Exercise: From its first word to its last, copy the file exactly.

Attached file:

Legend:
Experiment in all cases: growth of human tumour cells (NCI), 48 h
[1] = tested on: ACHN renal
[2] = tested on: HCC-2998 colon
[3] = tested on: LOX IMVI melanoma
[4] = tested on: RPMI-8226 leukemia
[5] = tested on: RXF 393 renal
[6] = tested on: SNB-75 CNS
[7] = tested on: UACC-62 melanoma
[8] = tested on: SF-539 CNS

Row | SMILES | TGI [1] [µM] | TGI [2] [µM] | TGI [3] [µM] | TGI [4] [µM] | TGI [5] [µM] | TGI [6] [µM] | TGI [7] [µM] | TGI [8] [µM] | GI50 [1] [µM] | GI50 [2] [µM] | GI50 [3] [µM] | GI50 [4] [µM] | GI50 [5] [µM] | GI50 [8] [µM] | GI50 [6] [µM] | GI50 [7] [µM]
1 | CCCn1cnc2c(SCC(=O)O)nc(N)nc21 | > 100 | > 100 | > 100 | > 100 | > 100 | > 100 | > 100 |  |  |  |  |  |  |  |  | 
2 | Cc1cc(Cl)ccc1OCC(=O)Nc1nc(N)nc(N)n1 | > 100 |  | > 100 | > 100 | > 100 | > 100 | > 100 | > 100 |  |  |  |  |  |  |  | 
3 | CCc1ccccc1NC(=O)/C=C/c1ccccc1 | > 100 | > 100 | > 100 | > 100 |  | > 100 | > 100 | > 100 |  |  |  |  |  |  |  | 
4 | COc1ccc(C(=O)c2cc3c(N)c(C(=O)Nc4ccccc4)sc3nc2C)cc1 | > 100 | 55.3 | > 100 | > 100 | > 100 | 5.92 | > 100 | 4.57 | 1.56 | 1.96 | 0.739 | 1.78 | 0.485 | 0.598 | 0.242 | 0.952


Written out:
Legend:
Experiment in all cases: growth of human tumour cells (NCI), 48 h
[1] = tested on: ACHN renal
[2] = tested on: HCC-2998 colon
[3] = tested on: LOX IMVI melanoma
[4] = tested on: RPMI-8226 leukemia
[5] = tested on: RXF 393 renal
[6] = tested on: SNB-75 CNS
[7] = tested on: UACC-62 melanoma
[8] = tested on: SF-539 CNS

Row | SMILES | TGI [1] [µM] | TGI [2] [µM] | TGI [3] [µM] | TGI [4] [µM] | TGI [5] [µM] | TGI [6] [µM] | TGI [7] [µM] | TGI [8] [µM] | GI50 [1] [µM] | GI50 [2] [µM] | GI50 [3] [µM] | GI50 [4] [µM] | GI50 [5] [µM] | GI50 [8] [µM] | GI50 [6] [µM] | GI50 [7] [µM]
1 | CCCn1cnc2c(SCC(=O)O)nc(N)nc21 | > 100 | > 100 | > 100 | > 100 | > 100 | > 100 | > 100 |  |  |  |  |  |  |  |  | 
2 | Cc1cc(Cl)ccc1OCC(=O)Nc1nc(N)nc(N)n1 | > 100 |  | > 100 | > 100 | > 100 | > 100 | > 100 | > 100 |  |  |  |  |  |  |  | 
3 | CCc1ccccc1NC(=O)/C=C/c1ccccc1 | > 100 | > 100 | > 100 | > 100 |  | > 100 | > 100 | > 100 |  |  |  |  |  |  |  | 
4 | COc1ccc(C(=O)c2cc3c(N)c(C(=O)Nc4ccccc4)sc3nc2C)cc1 | > 100 | 55.3 | > 100 | > 100 | > 100 | 5.92 | > 100 | 4.57 | 1.56 | 1.96 | 0.739 | 1.78 | 0.485 | 0.598 | 0.242 | 0.952